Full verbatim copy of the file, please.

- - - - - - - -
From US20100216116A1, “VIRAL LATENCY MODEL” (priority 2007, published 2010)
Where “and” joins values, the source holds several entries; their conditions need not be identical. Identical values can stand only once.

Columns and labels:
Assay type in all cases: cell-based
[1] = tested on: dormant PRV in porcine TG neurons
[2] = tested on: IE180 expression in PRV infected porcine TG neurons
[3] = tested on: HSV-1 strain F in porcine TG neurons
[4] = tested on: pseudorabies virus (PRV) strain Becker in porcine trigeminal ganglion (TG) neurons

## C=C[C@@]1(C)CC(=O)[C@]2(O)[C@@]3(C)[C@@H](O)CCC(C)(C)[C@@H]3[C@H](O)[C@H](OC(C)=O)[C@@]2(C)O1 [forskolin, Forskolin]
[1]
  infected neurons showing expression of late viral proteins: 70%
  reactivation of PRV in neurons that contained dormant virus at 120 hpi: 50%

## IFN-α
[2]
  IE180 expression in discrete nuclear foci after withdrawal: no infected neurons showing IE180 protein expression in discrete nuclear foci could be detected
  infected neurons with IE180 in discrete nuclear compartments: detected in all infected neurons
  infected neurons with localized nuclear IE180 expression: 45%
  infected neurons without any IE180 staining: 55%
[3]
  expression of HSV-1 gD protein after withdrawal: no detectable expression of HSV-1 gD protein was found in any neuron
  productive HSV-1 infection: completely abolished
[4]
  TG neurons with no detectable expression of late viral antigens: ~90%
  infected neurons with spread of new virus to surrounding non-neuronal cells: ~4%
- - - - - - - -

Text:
From US20100216116A1, “VIRAL LATENCY MODEL” (priority 2007, published 2010)
Where “and” joins values, the source holds several entries; their conditions need not be identical. Identical values can stand only once.

Columns and labels:
Assay type in all cases: cell-based
[1] = tested on: dormant PRV in porcine TG neurons
[2] = tested on: IE180 expression in PRV infected porcine TG neurons
[3] = tested on: HSV-1 strain F in porcine TG neurons
[4] = tested on: pseudorabies virus (PRV) strain Becker in porcine trigeminal ganglion (TG) neurons

## C=C[C@@]1(C)CC(=O)[C@]2(O)[C@@]3(C)[C@@H](O)CCC(C)(C)[C@@H]3[C@H](O)[C@H](OC(C)=O)[C@@]2(C)O1 [forskolin, Forskolin]
[1]
  infected neurons showing expression of late viral proteins: 70%
  reactivation of PRV in neurons that contained dormant virus at 120 hpi: 50%

## IFN-α
[2]
  IE180 expression in discrete nuclear foci after withdrawal: no infected neurons showing IE180 protein expression in discrete nuclear foci could be detected
  infected neurons with IE180 in discrete nuclear compartments: detected in all infected neurons
  infected neurons with localized nuclear IE180 expression: 45%
  infected neurons without any IE180 staining: 55%
[3]
  expression of HSV-1 gD protein after withdrawal: no detectable expression of HSV-1 gD protein was found in any neuron
  productive HSV-1 infection: completely abolished
[4]
  TG neurons with no detectable expression of late viral antigens: ~90%
  infected neurons with spread of new virus to surrounding non-neuronal cells: ~4%